Sunday, March 1
Today I attended the last two cathedral services of my sabbatical; the 11:00 am Eucarist and 4:30 Evensong at Christ Church Cathedral (Anglican), Victoria, British Columbia.
The cathedral is a large neo-Gothic structure, portions of which were completed as recently as the 1990’s. Thanks to the soaring stone and brick arches, the acoustics are favorable for both choral and organ music. On this particular Sunday, the 11:00 am Eucharist was performed according to the 1959 Canadian Book of Common Prayer, which is essentially the 1662 English BCP. The choir provided the sung portions of the mass (the Kyrie, Sanctus and Agnus dei of William Byrd’s Mass for Five Voices), and an anthem by Orlando Gibbons. We in the congregation sang Merbecke’s 1660’s setting of the Creed and Lord’s Prayer. From the perspective of a church musician it was an intellectually and artistically satisfying pairing. For those interested, Merbecke was one of the earliest to set the new English texts of the Church of England’s Book of Common Prayer to music.
Evensong was a special service honoring the early 17th-century poet/priest George Herbert. Several of his poems were read during the event, and the hymns and anthem were sung to texts by him. Service music was by Thomas Tomkins (his Second Service). The choir sang from the front of one of the side aisles, where there is an old organ by Harrison & Harrison (England). Here they are rehearsing before the service.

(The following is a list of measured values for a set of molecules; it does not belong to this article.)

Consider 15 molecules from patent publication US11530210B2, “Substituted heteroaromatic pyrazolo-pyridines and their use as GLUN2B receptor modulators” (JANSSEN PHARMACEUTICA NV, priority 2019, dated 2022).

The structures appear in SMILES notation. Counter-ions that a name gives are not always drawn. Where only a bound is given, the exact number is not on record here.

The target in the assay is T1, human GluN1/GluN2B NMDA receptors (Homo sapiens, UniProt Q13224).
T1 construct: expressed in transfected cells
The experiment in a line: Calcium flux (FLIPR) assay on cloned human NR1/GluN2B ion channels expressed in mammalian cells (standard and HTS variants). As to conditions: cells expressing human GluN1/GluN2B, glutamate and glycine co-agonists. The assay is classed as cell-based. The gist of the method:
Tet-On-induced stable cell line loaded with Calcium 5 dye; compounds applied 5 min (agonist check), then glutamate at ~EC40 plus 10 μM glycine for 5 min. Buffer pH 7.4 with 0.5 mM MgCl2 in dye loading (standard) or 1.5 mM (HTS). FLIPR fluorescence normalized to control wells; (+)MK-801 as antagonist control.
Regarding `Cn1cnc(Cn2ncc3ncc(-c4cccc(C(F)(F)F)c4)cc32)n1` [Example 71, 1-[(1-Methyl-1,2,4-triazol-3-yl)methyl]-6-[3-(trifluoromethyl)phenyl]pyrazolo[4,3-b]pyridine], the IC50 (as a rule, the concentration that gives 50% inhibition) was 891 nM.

There are three organs in the cathedral: the Harrison & Harrison in the above photo, a small 19th century organ in the opposite side aisle, and a grand organ in the west gallery by Helmut Wolff.
The Wolff organ (above) is an exciting instrument, both visually and aurally. It has room-rumbling gravitas (as we heard in the postlude), as well as colorful, quieter sounds suitable for accompanying voices. The congregation’s singing was also well supported by the rich sounds of the principal chorus. I found the pairing of the organ and the room to be extremely successful. Well done, people and musicans of Christ Church Cathedral!
Stained glass in the cathedral was interesting. A series of windows depict historical and biblical figures, which is normal practice. However, the lower panels of these same windows were dedicated to the industry and arts of British Columbia. Here are three of the windows.
1. note the lower panel dedicated to Music (sorry it is out of focus – lens troubles that day)
2. Archbishop Cranmer, with a lower panel dedicated to higher education.
3. St Matthew/Poetry window
My time spent walking around the cathedral and attending its liturgies served as a fine conclusion to this two-month overseas sabbatical. Between this cathedral church and the others I have been able to visit, I managed to get my fill of great architecture, music, and liturgy. I’m ready to get back to work!